You need to know how to downhill brake correctly and I'll put a video up here for you for the complete video on downhil braking, but pay attention to grade signs.

If its single digit and you're driving a 13- or 18-speed transmission you can go down in five low with Jake on full.

If it's more than single digits, if it's ten percent or above, you need to pick a lower gear, probably down into forth with Jake on full.

If you're driving an automatic, you need to get down into a low gear with the Jake on full.

These grade signs are important because they are valuable piece of information that will allow you to be able to go down the hill without using the brakes so you don't experience brake fade.

By knowing the grade of the downhill descent, you can be fully prepared to descend the hill without incident.

Again I'll put a video up here for you on brake fade.

grade signs - pay attention to the grade signs because these signs could potentially save your life.


Quick review: so sign number 11 is mile markers.

You need to know where you are along major highway.

Mile markers will also be on exit ramps and when you get directions from your GPS or the phone...calling the place where you're going and what not, you can get the exit number and it makes it a lot easier because you can get prepared to exit off the roadway because you know you'll be 10, 12, or 15 miles away--or kilometers here in Canada-- from that exit.

So that way you're not at the last minute scurrying over to the right-hand lane to try and get into that exit.

As well, number ten "destination boards" - you should be able to have an ETA within 10 or 15 minutes at all times, and be able to update that as you're driving up and down the road all the time, so that dispatch can get you loads and keep you working and making more money.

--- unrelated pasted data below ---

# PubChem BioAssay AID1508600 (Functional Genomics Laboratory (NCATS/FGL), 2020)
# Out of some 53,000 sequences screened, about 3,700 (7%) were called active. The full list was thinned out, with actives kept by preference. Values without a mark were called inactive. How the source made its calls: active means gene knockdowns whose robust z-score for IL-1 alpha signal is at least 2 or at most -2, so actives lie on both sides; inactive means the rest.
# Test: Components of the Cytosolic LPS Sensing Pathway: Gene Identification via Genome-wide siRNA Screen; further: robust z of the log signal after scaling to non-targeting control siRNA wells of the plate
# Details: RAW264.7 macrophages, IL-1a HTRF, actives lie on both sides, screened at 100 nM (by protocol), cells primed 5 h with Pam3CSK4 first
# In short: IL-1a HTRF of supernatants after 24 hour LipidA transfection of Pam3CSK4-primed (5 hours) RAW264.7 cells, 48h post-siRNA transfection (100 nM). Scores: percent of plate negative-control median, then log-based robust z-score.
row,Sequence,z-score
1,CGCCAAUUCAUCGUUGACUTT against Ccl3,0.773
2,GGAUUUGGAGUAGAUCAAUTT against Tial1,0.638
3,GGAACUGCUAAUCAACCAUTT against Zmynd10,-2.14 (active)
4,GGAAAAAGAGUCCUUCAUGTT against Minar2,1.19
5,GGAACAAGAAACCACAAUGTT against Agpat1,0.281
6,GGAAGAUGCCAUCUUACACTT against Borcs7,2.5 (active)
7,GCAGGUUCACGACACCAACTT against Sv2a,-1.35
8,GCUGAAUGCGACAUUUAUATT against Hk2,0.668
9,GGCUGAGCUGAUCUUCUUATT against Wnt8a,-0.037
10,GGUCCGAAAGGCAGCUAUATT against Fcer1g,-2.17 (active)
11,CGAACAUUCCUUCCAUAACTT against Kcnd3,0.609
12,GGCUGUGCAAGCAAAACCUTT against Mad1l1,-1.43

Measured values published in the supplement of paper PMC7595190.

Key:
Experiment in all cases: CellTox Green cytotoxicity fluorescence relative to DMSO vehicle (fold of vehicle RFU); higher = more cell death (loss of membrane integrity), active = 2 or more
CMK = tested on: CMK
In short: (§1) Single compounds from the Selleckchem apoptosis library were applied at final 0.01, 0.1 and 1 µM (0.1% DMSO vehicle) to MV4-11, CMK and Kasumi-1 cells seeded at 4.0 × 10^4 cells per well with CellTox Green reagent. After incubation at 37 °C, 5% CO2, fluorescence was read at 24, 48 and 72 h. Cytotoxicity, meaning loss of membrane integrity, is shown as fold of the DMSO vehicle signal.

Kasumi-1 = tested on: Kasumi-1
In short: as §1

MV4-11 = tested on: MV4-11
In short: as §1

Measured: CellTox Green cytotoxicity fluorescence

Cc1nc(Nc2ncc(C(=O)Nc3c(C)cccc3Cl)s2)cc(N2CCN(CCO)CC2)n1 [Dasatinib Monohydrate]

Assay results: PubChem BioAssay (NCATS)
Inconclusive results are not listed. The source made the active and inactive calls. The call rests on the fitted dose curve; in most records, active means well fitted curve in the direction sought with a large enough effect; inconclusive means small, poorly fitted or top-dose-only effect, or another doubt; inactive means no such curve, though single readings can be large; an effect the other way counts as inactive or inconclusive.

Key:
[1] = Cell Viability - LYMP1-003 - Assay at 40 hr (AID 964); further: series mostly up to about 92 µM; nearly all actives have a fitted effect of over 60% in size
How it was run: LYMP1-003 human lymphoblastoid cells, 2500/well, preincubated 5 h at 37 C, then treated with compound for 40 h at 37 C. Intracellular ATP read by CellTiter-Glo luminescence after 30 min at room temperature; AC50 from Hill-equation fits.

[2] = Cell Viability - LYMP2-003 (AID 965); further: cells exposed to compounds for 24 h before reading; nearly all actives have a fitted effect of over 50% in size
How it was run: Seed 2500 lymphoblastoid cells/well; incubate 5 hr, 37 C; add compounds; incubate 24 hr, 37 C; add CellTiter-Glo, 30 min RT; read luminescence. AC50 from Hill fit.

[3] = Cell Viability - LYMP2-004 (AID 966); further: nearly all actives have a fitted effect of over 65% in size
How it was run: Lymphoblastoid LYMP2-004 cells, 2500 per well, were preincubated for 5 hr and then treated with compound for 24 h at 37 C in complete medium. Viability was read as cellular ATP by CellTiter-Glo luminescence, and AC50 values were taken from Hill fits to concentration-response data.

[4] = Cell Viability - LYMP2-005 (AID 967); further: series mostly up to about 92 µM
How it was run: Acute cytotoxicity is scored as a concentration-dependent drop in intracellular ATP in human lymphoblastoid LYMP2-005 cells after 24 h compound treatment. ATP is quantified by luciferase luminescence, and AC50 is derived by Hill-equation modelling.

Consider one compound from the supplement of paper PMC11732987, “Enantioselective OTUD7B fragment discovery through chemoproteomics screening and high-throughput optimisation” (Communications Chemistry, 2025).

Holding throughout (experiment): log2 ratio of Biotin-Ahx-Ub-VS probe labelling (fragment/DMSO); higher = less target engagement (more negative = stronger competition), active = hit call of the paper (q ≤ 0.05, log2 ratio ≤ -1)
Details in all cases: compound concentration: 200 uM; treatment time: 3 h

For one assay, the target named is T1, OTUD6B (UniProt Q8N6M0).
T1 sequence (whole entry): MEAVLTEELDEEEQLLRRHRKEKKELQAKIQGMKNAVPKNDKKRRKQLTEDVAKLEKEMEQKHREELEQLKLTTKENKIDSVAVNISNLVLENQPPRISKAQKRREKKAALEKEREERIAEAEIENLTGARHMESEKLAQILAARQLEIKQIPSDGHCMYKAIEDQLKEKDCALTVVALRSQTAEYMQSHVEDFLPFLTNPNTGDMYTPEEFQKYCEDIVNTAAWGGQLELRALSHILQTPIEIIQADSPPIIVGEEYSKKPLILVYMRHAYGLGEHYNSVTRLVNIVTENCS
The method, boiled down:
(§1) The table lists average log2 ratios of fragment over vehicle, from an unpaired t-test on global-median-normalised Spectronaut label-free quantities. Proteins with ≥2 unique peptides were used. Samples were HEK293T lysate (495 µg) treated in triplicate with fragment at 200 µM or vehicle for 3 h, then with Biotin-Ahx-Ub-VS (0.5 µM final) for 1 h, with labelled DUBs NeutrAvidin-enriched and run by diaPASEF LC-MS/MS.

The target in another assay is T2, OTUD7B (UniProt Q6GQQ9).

Next one, number nine is "no truck routes."

Don't end up in a suburban area, don't end up on an NO truck route.

If you're hauling furniture or something like that, it's a little bit different, but for the most part hauling general freight and driving buses you shouldn't be on a NO truck route or no bus route.

If the grade sign is NOT accompanied by a distance sign, MOST of the time, the hill is less than 1 mile, but approach with caution - this fact isn't always the case.

Weigh scales - as driving a commercial vehicle you now need to pay attention to weigh scales and you need to go into the weigh scale because if you blow past the weigh scale, like I said there's nothing they like more than get in there little vehicle, chase you down the road and give you a fast driving award.

So pay attention to weigh scales.

There's always a warning sign farther back...a good kilometer or mile down the road that will tell you whether the scales are open or not.

Brake checks - stop at the brake check.

Put a notation in your log book, if you're keeping a log book or put a notation on your timesheet saying that you stopped at the brake check.